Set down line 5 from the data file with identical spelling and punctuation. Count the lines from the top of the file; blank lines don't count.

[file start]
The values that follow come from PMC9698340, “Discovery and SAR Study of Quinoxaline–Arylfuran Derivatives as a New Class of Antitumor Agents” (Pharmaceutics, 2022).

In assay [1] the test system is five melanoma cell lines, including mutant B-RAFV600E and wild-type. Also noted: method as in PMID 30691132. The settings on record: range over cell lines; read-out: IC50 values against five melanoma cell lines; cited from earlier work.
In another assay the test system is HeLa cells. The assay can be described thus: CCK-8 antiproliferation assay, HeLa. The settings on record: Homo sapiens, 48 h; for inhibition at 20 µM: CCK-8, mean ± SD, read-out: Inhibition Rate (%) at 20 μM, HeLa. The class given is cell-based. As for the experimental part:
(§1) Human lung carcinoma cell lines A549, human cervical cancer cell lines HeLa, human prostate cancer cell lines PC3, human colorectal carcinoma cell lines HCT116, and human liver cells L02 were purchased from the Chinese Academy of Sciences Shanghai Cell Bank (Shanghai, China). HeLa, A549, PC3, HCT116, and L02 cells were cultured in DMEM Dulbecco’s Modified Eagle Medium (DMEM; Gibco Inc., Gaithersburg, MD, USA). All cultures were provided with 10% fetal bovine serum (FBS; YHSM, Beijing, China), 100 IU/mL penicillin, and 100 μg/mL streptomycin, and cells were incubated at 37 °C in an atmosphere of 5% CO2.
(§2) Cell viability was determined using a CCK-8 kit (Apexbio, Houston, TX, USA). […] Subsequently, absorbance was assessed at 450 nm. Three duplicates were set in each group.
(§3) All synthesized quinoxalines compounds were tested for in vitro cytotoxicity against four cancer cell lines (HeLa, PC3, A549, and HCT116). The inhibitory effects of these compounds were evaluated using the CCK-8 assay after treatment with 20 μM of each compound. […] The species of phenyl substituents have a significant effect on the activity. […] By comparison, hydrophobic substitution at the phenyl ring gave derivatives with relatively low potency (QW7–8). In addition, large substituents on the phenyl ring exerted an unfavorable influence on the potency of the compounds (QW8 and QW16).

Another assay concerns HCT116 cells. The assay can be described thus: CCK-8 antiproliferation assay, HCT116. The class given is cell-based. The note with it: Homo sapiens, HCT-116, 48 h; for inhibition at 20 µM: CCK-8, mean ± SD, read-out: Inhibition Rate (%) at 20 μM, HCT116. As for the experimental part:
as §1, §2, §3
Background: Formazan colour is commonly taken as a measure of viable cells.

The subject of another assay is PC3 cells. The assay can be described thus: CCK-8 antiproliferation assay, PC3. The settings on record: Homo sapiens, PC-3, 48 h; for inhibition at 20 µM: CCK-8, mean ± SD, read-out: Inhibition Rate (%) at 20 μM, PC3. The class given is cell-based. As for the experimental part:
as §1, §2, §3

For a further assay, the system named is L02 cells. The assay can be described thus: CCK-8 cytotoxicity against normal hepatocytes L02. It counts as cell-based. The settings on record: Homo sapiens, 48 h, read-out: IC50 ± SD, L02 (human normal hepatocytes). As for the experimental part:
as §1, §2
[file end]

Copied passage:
(§2) Cell viability was determined using a CCK-8 kit (Apexbio, Houston, TX, USA). […] Subsequently, absorbance was assessed at 450 nm. Three duplicates were set in each group.